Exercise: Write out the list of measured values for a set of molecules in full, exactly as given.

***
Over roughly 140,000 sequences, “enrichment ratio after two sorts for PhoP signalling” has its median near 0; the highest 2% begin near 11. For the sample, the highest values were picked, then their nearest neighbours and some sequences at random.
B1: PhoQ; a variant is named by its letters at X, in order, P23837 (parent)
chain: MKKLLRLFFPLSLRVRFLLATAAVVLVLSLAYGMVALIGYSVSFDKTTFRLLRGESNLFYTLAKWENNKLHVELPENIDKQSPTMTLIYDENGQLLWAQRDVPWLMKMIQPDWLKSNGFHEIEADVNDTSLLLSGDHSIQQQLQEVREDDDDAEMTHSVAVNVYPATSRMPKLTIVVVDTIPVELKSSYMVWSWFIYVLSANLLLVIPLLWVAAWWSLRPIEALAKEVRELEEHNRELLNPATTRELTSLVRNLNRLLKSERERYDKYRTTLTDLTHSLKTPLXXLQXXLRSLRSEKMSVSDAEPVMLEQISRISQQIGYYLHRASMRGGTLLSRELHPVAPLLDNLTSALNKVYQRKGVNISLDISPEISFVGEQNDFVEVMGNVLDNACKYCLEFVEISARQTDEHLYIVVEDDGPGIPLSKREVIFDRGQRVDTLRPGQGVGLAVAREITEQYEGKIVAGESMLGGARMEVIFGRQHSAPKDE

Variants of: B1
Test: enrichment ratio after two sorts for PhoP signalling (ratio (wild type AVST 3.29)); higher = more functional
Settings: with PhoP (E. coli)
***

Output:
Over roughly 140,000 sequences, “enrichment ratio after two sorts for PhoP signalling” has its median near 0; the highest 2% begin near 11. For the sample, the highest values were picked, then their nearest neighbours and some sequences at random.
B1: PhoQ; a variant is named by its letters at X, in order, P23837 (parent)
chain: MKKLLRLFFPLSLRVRFLLATAAVVLVLSLAYGMVALIGYSVSFDKTTFRLLRGESNLFYTLAKWENNKLHVELPENIDKQSPTMTLIYDENGQLLWAQRDVPWLMKMIQPDWLKSNGFHEIEADVNDTSLLLSGDHSIQQQLQEVREDDDDAEMTHSVAVNVYPATSRMPKLTIVVVDTIPVELKSSYMVWSWFIYVLSANLLLVIPLLWVAAWWSLRPIEALAKEVRELEEHNRELLNPATTRELTSLVRNLNRLLKSERERYDKYRTTLTDLTHSLKTPLXXLQXXLRSLRSEKMSVSDAEPVMLEQISRISQQIGYYLHRASMRGGTLLSRELHPVAPLLDNLTSALNKVYQRKGVNISLDISPEISFVGEQNDFVEVMGNVLDNACKYCLEFVEISARQTDEHLYIVVEDDGPGIPLSKREVIFDRGQRVDTLRPGQGVGLAVAREITEQYEGKIVAGESMLGGARMEVIFGRQHSAPKDE

Variants of: B1
Test: enrichment ratio after two sorts for PhoP signalling (ratio (wild type AVST 3.29)); higher = more functional
Settings: with PhoP (E. coli)